There have never been more educated people in the world than there are right now. According to Government of Canada research conducted in 2012, 93 percent of the Canadian population between the ages of 25 and 44 hold an educational credential (at least a high-school diploma) while almost 70 percent of this age bracket have some form of post-secondary certification. Furthermore, almost a third Canadian adults possess a university degree.

Given these and other remarkable advancements that Western society has made in terms of education (and especially higher education), I can’t help but wonder why so much of our contemporary discourse is marred by blind partisanship, polarization, and outright disdain for the viewpoints of others.

Our current political culture is, of course, the obvious example of this: Talking points and ad hominems have come to replace any semblance of productive dialogue and honest disagreement.

However, I think this example represents only the canary in the coal mine of a broader trend towards societal cynicism and closed-mindedness. Think about the mob-mentality and reactionary outrage that abounds on social media. Think about the prevalence of shaming, trolling, and cyber-bullying that occurs over seemingly innocuous events.

Now, by no means am I suggesting that our educational systems are to blame for these phenomena (the rise of new digital communications technologies, online anonymity, and the 24/7 news cycle have certainly played their parts), however, I don’t think that it’s possible to completely divorce the current apoplectic state of societal debate from the policies of the institutions charged with shaping the minds of those debating.

After all, wasn’t the thought process behind creating a comprehensive system of public education to nurture inquiring, thoughtful, open-minded, and compassionate human beings?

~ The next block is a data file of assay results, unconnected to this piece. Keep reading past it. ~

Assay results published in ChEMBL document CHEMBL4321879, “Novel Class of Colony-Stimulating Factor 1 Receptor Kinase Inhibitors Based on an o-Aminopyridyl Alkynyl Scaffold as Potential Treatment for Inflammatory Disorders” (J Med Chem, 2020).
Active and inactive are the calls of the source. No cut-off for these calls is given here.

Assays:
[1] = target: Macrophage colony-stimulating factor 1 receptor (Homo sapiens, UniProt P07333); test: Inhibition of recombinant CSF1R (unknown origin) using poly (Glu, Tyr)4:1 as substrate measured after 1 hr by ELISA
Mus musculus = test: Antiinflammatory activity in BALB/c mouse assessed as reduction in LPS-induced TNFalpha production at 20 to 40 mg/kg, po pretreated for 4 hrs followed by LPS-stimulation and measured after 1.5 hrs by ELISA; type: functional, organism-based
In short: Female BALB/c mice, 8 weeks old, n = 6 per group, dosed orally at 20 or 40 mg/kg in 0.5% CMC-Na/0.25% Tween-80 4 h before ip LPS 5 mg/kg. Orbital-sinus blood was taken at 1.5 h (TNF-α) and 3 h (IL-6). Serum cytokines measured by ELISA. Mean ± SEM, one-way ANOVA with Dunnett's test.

During my second year here at Trent I had a professor who was very critical of the current structures of our education. He argued that the lecture format that forms the backbone of most of today’s university courses has led to the rise of an educational experience based largely upon individual production, consumption, and regurgitation instead of interaction and collaborative scholarship.

In the lecture system, he said, students are told to consume the course material and produce papers that either regurgitate or criticize that material. The relationship between the teacher and the student is to be minimal and there is little, if any, space created for meaningful dialogue between peers.

In order to rebel against what he saw as a flawed format, this professor’s classes were based entirely around relationships and interaction. Instead of lecturing at us he spent class time fostering discussion, and questioning us about our own experiences and how they related to the course material.

In this class I got to know my teacher and my peers on a personal level and, more importantly, I was able to appreciate first-hand the value of conducting discussions and disagreements with an open mind and in a way that was respectful, honest, and above all truly productive. Unfortunately, this class proved to be the exception to the rule as I found that many classes here at Trent are structured in ways that actually hinder this type of productive interaction.

What is frustrating is that this experience seems to be getting rarer as governments increasingly treat the education system, from primary schools to universities, as a mechanisms of the consumption economy. The result has been an increasing emphasis on credentials and validation at the expense of the quality of a student’s individual education experience. It seems to me that this is a fact that is hampering not only the intellectual, but the social growth of young people worldwide.

Here at Trent, this trend has been manifested in the slow erosion of small group learning and the collegiate communities, both of which used to be considered foundational pillars of this institution. However, there are some positive signs that the school is once again taking baby steps back towards creating a more wholesome educational experience for students.

The college restructuring that happened at the start of the year, while not ideal, is at least proof that the administration is starting to notice the value of Trent’s colleges as spaces of learning. Further, there is ongoing talk withing the administration of at least slowing future enrolment growth, which will hopefully preserve the few features of small group teaching we have left.

On a broader scale I hope that we, as a society, can collectively recognize that what is good for business and good for education are not always the same thing. That alone won’t improve the level of social discourse but it would be a good start.